Preliminary data from one slice of the early-learning universe—state pre-K programs—may offer some hope to those seeking to protect such programs.
State funding for prekindergarten programs increased in 21 states and the District of Columbia, held steady in four, and decreased in nine, said Albert Y. Wat, a project manager for the advocacy group Pre-K Now, based in Washington and part of the Pew Center on the States. In addition, Alaska and Rhode Island created new, modest pre-K programs.
“We think the increases are a good sign that policymakers are making high-quality pre-K a priority in their states,” Mr. Wat said. “Obviously, this fiscal year has just started, and in fiscal 2009, some states had to rebalance. We’re cautiously optimistic, but being vigilant.”
There are, however, trouble spots, such as Ohio, which eliminated its $128 million Early Learning Initiative and cut back funding for another prekindergarten program. In Illinois, meanwhile, initial proposals to virtually halve state spending on early-learning programs were replaced with an eventual cut of about 10 percent, analysts say.
Danielle Ewen, the director of child-care and early-education policy at the Center for Law and Social Policy, in Washington, said that in some states, it seems that increases in one early-childhood program may be offset by cuts in another.
She pointed to Alabama, where funding for the state’s pre-K program grew to $19 million in fiscal 2010, while the state supplement for the federal Head Start preschool program was eliminated.
One big help, observers say, is the American Recovery and Reinvestment Act, which has provided at least $5 billion for early-childhood education. Federal aid under the economic-stimulus law has gone mostly for Head Start, Early Head Start, and the Child Care and Development Block Grant.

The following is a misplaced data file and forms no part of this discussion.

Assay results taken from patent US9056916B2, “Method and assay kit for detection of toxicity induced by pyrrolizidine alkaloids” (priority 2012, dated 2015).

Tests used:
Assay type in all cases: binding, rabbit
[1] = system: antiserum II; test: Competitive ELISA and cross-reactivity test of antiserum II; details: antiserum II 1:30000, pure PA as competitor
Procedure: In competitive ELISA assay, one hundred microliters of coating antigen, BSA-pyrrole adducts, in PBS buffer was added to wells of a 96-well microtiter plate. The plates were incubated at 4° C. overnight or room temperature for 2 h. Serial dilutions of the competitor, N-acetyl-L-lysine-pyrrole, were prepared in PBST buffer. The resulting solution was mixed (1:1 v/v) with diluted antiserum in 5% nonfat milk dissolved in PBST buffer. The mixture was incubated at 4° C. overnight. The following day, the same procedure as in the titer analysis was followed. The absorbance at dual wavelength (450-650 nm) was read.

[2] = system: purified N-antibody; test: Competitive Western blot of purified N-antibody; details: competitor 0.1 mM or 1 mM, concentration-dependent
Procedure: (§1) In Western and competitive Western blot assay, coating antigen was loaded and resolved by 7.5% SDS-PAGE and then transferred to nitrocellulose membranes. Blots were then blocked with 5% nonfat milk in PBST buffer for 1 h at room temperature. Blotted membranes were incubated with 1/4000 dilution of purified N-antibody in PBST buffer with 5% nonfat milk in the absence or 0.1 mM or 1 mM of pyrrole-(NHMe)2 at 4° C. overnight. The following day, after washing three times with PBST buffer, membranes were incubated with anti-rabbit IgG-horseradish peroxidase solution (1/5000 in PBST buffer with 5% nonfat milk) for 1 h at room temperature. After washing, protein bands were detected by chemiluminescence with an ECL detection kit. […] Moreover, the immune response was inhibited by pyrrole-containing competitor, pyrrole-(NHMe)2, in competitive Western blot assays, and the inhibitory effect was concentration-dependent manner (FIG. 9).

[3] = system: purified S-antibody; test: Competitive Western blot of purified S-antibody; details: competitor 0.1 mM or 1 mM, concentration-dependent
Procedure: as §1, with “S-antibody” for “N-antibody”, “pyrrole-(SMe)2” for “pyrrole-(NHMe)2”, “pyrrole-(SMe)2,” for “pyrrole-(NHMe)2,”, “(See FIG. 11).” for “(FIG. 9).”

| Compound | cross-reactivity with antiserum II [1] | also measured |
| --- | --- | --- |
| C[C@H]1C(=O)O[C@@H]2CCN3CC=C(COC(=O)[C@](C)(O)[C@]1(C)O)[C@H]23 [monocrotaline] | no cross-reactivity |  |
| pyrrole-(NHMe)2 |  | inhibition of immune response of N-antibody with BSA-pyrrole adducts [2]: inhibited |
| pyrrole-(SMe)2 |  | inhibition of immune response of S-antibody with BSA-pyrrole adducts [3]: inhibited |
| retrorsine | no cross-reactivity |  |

In addition, the stimulus program includes money to help states set up state advisory councils on early-childhood education and care. Such councils were first called for under the 2007 reauthorization of the Head Start program, but no money was provided for them at the time.
Advocates for early learning also pin high hopes on the federal Early Learning Challenge Fund that would be created under legislation passed this week by the House as part of a larger college-loan bill.
A portion of the savings projected under that bill would be used to provide competitive grants aimed at helping states build coordinated learning systems for children from birth to age 5 that ensure they are prepared for kindergarten.
Some early-education advocates argue that the Early Learning Challenge Fund has the potential to transform the care and education low-income children receive.
“This is an extraordinarily important piece of legislation ... that is designed to drive a conversation about access to high quality for our most at-risk children,” said Ms. Ewen from the Center for Law and Social Policy. “The concern is that some states will get money to build systems, but we won’t have the access dollars we need to provide child-care subsidies and access to Head Start and Early Head Start.”
Leslie Goldstein, the early-learning policy adviser to Gov. Christine Gregoire of Washington, a Democrat, estimates that overall state spending on early-learning initiatives in her state is dropping by about 5 percent in the biennial budget year that began July 1. The decrease, though, was less than in most other areas of government services, she said.
Two pilot programs had to be scaled back, and the state reduced from $4 million to $1 million the amount it has set aside for developing a quality-rating and improvement system for child-care providers.
Ms. Goldstein, who attended last week’s NGA conference, suggested that the federal Early Learning Challenge Fund—if enacted—could help continue that work, and related efforts on the quality front.
“It will help us on the road to building an early-learning system,” she said.